According to the SEC’s complaint filed in federal court in Los Angeles, WCM and WCM777 have raised more than $65 million since March 2013 by falsely promising tens of thousands of investors that the return on investment in the cloud services venture would be 100 percent or more in 100 days. Investors were told they would receive “points” for making investments or enrolling other investors. The points would be convertible into equity in initial public offerings of high-tech companies their money would help launch. However, rather than building out cloud services or incubating high-tech companies, Xu and the WCM entities used investor funds to make Ponzi payments of purported investment returns to some investors. They also spent investor money to purchase golf courses and other U.S.-based properties among other unauthorized expenditures.

The court has granted the SEC’s request for an asset freeze and the appointment of a temporary receiver over the assets of WCM, WCM777, and several other entities named as relief defendants for the purpose of recovering money from the scheme in their possession.

“Xu and his entities claimed they were using investor funds to build a strong cloud services company that would then ignite other high-tech companies and ultimately make their investors very wealthy,” said Michele Wein Layne, director of the SEC’s Los Angeles Regional Office. “In reality, they were operating a pyramid scheme that preyed on investors in particular ethnic communities, leaving them with nothing left to show for their investment.”

According to the SEC’s complaint, WCM and WCM777 sell their products exclusively to investors and have no other apparent sources of revenue. Their offerings and operations depend almost entirely on the recruitment of new investors and purchases by existing investors to provide the money for returns. On its website, WCM777 specifically addressed the question “Is WCM777 a Ponzi Game?” by writing, “In summary, we are not a Ponzi game company. We are creating a new business model.”

The SEC alleges that Xu and his entities made various false claims to investors about purported partnerships with more than 700 major companies such as Siemens, Denny’s, and Goldman Sachs – in some instances falsely representing that they had permission to use their logos. Meantime, besides buying two golf courses with investor money, Xu and his entities also purchased a warehouse, vacant land, and several single family homes They also used investor funds to play the stock market and make other related investments through intermediary companies, such as an oil and gas offering. They also sent investor money to a rough diamond jewel merchant in Hong Kong and another unrelated company affiliated with Xu.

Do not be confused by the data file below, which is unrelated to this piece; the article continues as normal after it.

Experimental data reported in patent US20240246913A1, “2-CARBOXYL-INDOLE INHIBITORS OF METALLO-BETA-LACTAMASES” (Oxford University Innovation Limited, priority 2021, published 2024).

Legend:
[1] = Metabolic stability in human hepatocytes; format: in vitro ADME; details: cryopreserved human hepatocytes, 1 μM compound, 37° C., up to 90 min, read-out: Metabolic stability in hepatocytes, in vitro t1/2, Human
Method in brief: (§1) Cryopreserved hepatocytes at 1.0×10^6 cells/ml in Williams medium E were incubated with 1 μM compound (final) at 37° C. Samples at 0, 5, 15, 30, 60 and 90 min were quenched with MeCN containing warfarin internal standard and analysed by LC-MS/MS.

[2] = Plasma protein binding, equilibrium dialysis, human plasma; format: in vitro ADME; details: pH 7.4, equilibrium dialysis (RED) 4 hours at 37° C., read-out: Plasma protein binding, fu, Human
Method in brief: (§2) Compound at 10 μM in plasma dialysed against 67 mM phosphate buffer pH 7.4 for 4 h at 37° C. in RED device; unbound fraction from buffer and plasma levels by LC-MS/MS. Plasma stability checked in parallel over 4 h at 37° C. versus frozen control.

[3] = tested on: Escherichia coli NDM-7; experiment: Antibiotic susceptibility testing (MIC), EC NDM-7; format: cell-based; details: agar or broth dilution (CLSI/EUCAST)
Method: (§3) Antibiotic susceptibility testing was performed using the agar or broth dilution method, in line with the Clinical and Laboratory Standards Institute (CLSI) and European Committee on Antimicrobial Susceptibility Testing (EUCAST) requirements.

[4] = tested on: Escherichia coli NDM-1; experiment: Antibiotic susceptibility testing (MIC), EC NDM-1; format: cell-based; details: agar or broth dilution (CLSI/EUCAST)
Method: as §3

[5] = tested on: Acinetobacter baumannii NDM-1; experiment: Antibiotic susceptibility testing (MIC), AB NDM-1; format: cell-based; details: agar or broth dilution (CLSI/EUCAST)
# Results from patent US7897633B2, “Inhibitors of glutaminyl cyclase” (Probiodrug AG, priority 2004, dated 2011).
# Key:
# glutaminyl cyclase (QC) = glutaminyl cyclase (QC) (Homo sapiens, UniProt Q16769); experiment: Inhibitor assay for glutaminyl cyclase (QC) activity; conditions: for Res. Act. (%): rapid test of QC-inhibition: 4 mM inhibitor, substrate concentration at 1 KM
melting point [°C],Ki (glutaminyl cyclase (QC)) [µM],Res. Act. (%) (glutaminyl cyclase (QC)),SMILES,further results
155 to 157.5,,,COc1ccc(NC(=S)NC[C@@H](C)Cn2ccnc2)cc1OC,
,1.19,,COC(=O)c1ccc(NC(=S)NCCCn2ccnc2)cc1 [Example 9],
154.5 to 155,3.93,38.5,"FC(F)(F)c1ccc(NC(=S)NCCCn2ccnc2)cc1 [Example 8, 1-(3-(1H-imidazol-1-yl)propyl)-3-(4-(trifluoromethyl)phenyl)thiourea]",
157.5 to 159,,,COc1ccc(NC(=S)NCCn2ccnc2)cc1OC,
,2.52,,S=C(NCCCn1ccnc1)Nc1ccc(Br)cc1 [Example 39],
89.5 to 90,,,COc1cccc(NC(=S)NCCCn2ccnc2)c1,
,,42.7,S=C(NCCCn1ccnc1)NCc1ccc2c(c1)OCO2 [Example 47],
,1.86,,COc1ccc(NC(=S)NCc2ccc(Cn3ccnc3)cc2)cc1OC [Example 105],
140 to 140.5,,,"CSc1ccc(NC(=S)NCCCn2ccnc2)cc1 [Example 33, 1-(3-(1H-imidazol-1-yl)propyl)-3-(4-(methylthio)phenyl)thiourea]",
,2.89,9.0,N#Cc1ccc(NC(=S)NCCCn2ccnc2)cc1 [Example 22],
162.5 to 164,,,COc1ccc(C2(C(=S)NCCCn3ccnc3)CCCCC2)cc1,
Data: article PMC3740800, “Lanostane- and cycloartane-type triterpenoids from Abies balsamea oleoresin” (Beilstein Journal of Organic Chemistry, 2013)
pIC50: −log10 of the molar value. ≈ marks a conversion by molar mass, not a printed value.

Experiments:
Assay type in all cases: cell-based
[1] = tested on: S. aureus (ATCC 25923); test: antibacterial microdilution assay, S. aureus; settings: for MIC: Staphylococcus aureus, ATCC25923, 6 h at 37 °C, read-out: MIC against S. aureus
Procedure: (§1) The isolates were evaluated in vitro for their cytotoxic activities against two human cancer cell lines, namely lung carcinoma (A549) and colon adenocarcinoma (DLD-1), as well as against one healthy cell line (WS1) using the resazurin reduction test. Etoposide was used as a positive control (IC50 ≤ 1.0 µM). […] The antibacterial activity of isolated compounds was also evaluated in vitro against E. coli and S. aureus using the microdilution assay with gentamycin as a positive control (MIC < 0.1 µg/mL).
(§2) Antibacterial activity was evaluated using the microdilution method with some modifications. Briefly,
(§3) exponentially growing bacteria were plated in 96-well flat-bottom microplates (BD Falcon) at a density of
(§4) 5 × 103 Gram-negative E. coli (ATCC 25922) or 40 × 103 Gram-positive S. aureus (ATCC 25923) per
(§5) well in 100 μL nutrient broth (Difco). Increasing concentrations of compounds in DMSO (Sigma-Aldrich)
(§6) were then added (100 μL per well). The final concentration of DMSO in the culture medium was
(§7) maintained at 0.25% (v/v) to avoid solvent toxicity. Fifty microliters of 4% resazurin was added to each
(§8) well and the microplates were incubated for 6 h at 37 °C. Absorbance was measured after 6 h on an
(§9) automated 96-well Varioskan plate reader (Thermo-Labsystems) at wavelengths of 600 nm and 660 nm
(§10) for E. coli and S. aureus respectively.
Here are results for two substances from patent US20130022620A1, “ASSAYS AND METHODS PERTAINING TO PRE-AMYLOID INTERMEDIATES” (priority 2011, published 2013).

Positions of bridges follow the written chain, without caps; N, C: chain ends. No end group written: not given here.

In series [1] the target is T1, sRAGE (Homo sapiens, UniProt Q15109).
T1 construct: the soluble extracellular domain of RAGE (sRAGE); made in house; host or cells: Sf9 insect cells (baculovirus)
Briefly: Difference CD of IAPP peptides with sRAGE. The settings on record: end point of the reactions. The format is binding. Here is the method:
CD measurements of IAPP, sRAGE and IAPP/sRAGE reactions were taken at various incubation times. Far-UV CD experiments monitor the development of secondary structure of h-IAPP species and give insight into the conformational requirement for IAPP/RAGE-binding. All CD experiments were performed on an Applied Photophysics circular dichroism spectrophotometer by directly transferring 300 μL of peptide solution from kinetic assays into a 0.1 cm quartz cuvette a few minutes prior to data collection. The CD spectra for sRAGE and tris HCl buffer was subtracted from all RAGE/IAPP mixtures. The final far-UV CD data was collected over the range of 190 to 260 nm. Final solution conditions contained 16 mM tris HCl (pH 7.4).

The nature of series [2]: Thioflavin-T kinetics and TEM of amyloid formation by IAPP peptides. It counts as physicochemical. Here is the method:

SEC’s complaint alleges that WCM, WCM777, and Xu violated Sections 5(a), 5(c), and 17(a) of the Securities Act of 1933, Section 10(b) of the Securities Exchange Act of 1934, and Rule 10b-5. The complaint further alleges that Xu violated Section 20(a) of the Exchange Act. In addition to the asset freezes and appointment of a temporary receiver, the Honorable Christina A. Snyder also granted the SEC’s request for an order prohibiting the destruction of documents and requiring the defendants to provide accountings. A court hearing has been scheduled for April 10, 2014.

For more information about the dangers of potential investment scams involving pyramid schemes posing as multi-level marketing programs, see the SEC’s investor alert, which also is available in Chinese.

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If you have been damaged by this, or any other investment scheme, contact Sallah Astarita & Cox for a free consultation.


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Thursday, February 27, 2014

Arizona-Based Private Equity Fund Manager Charged in Expense Misallocation Scheme

The Securities and Exchange Commission today announced charges against an Arizona-based private equity fund manager and his investment advisory firm for orchestrating a scheme to misallocate their expenses to the funds they manage.

The SEC Enforcement Division alleges that Scott A. Brittenham and Clean Energy Capital LLC (CEC) improperly paid more than $3 million of the firm's expenses by using assets from 19 private equity funds that invest in private ethanol production plants. CEC and Brittenham did not disclose any such payment arrangement in fund offering documents. When the funds ran out of cash to pay the firm's expenses, CEC and Brittenham loaned money to the funds at unfavorable interest rates and unilaterally changed how they calculated investor returns to benefit themselves.